Australian authorities are seeking more information about one of the COVID-19 vaccines set to be used locally, following a warning from officials in Norway.
Key points:Norwegian doctors are being told to “carefully consider” who should be vaccinatedAustralia has ordered 10 million doses of the Pfizer vaccineRollout timeframes for the Pfizer jab in Australia have not changed in light of the Norwegian reports
There have been a small number of deaths among older people in Norway who received the Pfizer-BioNTech vaccine and suffered side effects.
The Norwegian Medicines Agency last week reported a total of 29 people had experienced side effects, including 13 who died.
All the deaths occurred among patients in nursing homes and all were over the age of 80.
Doctors in the Scandinavian country are now being instructed to “carefully consider” who should be vaccinated.
Australia has ordered 10 million doses of the Pfizer vaccine.
Federal Health Minister Greg Hunt said he had “immediately sought” more details.
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“I have been in contact with the Australian medical regulator, the [Therapeutic Goods Administration] TGA, this morning and requested that they seek additional information, both from the company, but also from the Norwegian medical regulator,” he said.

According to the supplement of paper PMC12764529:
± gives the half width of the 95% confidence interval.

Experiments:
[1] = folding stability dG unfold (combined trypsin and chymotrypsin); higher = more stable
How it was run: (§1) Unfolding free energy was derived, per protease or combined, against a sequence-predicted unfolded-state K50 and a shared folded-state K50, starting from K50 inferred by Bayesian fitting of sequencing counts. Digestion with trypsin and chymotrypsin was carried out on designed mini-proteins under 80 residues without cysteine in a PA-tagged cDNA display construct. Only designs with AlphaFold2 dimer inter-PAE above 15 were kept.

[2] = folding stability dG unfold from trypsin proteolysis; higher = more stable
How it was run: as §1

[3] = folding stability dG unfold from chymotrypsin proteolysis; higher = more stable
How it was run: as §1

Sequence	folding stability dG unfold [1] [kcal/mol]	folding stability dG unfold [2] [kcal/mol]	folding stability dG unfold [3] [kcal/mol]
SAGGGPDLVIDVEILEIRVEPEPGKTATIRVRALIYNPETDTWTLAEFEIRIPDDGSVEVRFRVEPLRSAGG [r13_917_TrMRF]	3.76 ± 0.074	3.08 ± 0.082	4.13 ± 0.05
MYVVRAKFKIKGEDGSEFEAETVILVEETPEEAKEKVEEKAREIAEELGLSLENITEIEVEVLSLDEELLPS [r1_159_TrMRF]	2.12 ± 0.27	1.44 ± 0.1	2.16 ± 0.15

“[Foreign Minister] Marise Payne will task [the Department of Foreign Affairs and Trade] DFAT to seek advice directly from the Norwegian Government.
“We’re proceeding with an abundance of caution.”
More than 30,000 people have received the first shot of the Pfizer or Moderna coronavirus vaccines in Norway since the end of December.
The country’s medical regulator listed fever and nausea as side effects that may have led to the deaths of some frail patients.
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In its report, the Norwegian Medicines Agency said that 21 women and eight men had experienced side effects.
“We are not alarmed by this,” the agency’s medical director Steinar Madsen told local broadcaster NRK.
“It is quite clear that these vaccines have very little risk, with a small exception for the frailest patients,” he said.
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“Doctors must now carefully consider who should be vaccinated.
“Those who are very frail and at the very end of life can be vaccinated after an individual assessment.”
Beside those who died, the agency said nine had serious side effects, including strong discomfort and severe fever, and seven had less serious side effects.
Earlier last week, a separate Norwegian government health agency said: “Any side effects of the vaccine will be outweighed by a reduced risk of becoming seriously ill with COVID-19 for elderly, frail people.”
In Australia, the Pfizer product is expected to be approved before the AstraZeneca-Oxford University vaccine.
Mr Hunt said rollout timeframes had not changed in light of the Norwegian reports, with priority groups expected to be inoculated from next month.
“We don’t know yet whether [these deaths are] a function simply of age, and people who are older and sadly facing the natural loss of their life, or whether there’s any causation,” he said.
The Pfizer jab has a reported efficacy of 95 per cent.
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